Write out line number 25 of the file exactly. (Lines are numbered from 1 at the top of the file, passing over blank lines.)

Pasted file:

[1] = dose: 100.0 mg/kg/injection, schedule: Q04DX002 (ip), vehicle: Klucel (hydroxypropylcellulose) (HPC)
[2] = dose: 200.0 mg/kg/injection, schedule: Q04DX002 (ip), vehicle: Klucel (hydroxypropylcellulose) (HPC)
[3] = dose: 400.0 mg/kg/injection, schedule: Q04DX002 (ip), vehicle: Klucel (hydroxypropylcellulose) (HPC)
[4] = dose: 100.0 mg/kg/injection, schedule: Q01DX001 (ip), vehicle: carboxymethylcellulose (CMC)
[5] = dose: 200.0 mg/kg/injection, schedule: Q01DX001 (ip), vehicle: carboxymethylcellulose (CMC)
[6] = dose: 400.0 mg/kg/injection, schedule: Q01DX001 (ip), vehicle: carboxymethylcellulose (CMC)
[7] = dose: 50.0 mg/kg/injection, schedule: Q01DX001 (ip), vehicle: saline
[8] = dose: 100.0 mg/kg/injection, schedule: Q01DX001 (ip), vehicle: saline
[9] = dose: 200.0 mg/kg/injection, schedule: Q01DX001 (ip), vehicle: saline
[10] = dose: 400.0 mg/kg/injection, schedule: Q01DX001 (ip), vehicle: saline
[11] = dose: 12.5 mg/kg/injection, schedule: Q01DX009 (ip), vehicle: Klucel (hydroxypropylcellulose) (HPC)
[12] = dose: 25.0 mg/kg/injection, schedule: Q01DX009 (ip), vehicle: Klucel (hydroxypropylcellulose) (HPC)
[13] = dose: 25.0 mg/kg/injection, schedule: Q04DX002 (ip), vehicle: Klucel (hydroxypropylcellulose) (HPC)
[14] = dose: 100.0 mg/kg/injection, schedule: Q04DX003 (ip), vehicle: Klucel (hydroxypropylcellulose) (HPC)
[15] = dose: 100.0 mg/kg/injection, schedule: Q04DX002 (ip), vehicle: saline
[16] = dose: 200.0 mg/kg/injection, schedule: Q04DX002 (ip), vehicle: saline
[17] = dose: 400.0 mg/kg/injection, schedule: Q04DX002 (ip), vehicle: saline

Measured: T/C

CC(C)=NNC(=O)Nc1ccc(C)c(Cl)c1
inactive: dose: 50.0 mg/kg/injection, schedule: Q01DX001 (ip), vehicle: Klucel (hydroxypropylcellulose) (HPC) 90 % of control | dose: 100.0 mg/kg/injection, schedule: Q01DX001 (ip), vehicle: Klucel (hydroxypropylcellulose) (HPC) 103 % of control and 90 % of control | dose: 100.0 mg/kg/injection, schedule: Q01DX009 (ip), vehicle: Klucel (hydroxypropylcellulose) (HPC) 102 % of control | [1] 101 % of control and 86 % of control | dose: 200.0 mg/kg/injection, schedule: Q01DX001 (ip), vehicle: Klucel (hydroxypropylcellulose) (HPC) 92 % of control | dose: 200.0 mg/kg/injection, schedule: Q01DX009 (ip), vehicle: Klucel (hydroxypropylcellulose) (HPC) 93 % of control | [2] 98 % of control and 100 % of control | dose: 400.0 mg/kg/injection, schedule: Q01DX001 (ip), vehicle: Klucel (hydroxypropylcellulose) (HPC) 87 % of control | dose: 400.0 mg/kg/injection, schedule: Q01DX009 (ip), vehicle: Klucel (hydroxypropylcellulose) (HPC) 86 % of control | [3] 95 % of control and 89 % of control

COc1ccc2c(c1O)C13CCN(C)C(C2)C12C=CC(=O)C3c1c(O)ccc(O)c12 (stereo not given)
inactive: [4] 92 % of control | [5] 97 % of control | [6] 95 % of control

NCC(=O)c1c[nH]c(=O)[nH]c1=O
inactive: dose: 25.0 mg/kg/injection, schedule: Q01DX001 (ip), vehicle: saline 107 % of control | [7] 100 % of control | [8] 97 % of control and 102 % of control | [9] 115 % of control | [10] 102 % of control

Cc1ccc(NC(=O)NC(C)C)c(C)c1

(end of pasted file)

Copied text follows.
Cc1ccc(NC(=O)NC(C)C)c(C)c1